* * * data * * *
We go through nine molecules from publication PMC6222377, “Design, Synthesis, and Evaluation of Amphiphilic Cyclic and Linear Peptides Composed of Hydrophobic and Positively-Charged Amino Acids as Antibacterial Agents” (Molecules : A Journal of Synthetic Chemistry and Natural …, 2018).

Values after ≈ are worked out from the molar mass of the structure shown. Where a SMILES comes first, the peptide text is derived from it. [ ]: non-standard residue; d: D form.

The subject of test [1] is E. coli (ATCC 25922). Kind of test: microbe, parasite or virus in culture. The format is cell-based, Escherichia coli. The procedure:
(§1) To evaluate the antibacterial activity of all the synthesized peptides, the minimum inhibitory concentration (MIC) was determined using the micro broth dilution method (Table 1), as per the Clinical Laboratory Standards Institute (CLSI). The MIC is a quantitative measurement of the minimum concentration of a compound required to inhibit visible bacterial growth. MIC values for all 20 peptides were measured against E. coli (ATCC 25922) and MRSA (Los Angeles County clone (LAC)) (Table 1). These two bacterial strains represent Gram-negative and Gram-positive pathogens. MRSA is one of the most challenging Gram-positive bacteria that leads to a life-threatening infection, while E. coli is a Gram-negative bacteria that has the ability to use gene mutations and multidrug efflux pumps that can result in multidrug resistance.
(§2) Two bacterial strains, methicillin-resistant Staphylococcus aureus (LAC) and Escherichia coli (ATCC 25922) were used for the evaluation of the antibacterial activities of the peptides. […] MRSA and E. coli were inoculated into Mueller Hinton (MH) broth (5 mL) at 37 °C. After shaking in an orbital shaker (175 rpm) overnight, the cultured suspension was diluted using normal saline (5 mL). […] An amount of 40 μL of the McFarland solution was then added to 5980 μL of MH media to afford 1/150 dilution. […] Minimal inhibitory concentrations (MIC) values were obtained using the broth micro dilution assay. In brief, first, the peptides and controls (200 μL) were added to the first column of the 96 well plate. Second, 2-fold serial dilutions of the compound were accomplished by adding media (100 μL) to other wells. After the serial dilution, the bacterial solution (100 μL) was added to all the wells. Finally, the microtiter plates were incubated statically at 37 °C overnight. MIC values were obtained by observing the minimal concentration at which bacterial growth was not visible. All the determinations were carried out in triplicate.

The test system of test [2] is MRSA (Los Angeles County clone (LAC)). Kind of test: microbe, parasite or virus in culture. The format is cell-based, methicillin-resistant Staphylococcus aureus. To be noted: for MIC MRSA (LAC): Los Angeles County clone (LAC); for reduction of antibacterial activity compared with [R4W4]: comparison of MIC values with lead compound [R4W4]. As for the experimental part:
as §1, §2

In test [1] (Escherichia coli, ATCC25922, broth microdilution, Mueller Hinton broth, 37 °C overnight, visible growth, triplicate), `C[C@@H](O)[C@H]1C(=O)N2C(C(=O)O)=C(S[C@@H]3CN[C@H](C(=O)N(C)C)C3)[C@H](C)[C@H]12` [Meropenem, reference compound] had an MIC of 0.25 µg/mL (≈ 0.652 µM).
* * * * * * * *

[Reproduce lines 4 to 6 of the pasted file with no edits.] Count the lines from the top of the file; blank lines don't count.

(§1) To evaluate the antibacterial activity of all the synthesized peptides, the minimum inhibitory concentration (MIC) was determined using the micro broth dilution method (Table 1), as per the Clinical Laboratory Standards Institute (CLSI). The MIC is a quantitative measurement of the minimum concentration of a compound required to inhibit visible bacterial growth. MIC values for all 20 peptides were measured against E. coli (ATCC 25922) and MRSA (Los Angeles County clone (LAC)) (Table 1). These two bacterial strains represent Gram-negative and Gram-positive pathogens. MRSA is one of the most challenging Gram-positive bacteria that leads to a life-threatening infection, while E. coli is a Gram-negative bacteria that has the ability to use gene mutations and multidrug efflux pumps that can result in multidrug resistance.
(§2) Two bacterial strains, methicillin-resistant Staphylococcus aureus (LAC) and Escherichia coli (ATCC 25922) were used for the evaluation of the antibacterial activities of the peptides. […] MRSA and E. coli were inoculated into Mueller Hinton (MH) broth (5 mL) at 37 °C. After shaking in an orbital shaker (175 rpm) overnight, the cultured suspension was diluted using normal saline (5 mL). […] An amount of 40 μL of the McFarland solution was then added to 5980 μL of MH media to afford 1/150 dilution. […] Minimal inhibitory concentrations (MIC) values were obtained using the broth micro dilution assay. In brief, first, the peptides and controls (200 μL) were added to the first column of the 96 well plate. Second, 2-fold serial dilutions of the compound were accomplished by adding media (100 μL) to other wells. After the serial dilution, the bacterial solution (100 μL) was added to all the wells. Finally, the microtiter plates were incubated statically at 37 °C overnight. MIC values were obtained by observing the minimal concentration at which bacterial growth was not visible. All the determinations were carried out in triplicate.

The test system of test [2] is MRSA (Los Angeles County clone (LAC)). Kind of test: microbe, parasite or virus in culture. The format is cell-based, methicillin-resistant Staphylococcus aureus. To be noted: for MIC MRSA (LAC): Los Angeles County clone (LAC); for reduction of antibacterial activity compared with [R4W4]: comparison of MIC values with lead compound [R4W4]. As for the experimental part: